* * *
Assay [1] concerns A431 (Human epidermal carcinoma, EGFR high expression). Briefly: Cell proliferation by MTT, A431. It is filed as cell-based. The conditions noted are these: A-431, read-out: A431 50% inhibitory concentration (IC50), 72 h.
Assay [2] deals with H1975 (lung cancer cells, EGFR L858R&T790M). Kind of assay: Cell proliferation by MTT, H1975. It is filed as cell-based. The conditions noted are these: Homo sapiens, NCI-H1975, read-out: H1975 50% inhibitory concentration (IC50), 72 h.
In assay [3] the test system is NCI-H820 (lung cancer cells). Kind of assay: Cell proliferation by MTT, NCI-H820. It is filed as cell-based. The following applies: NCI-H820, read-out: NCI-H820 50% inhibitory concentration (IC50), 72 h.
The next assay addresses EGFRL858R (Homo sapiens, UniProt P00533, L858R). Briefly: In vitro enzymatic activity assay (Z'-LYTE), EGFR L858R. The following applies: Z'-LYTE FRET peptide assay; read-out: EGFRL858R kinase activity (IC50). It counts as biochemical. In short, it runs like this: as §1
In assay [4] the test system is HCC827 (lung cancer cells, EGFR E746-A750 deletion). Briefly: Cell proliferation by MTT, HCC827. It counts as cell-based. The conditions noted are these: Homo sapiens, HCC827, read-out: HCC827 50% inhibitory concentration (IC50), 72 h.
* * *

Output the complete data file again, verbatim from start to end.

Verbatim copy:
Assay [1] concerns A431 (Human epidermal carcinoma, EGFR high expression). Briefly: Cell proliferation by MTT, A431. It is filed as cell-based. The conditions noted are these: A-431, read-out: A431 50% inhibitory concentration (IC50), 72 h.
Assay [2] deals with H1975 (lung cancer cells, EGFR L858R&T790M). Kind of assay: Cell proliferation by MTT, H1975. It is filed as cell-based. The conditions noted are these: Homo sapiens, NCI-H1975, read-out: H1975 50% inhibitory concentration (IC50), 72 h.
In assay [3] the test system is NCI-H820 (lung cancer cells). Kind of assay: Cell proliferation by MTT, NCI-H820. It is filed as cell-based. The following applies: NCI-H820, read-out: NCI-H820 50% inhibitory concentration (IC50), 72 h.
The next assay addresses EGFRL858R (Homo sapiens, UniProt P00533, L858R). Briefly: In vitro enzymatic activity assay (Z'-LYTE), EGFR L858R. The following applies: Z'-LYTE FRET peptide assay; read-out: EGFRL858R kinase activity (IC50). It counts as biochemical. In short, it runs like this: as §1
In assay [4] the test system is HCC827 (lung cancer cells, EGFR E746-A750 deletion). Briefly: Cell proliferation by MTT, HCC827. It counts as cell-based. The conditions noted are these: Homo sapiens, HCC827, read-out: HCC827 50% inhibitory concentration (IC50), 72 h.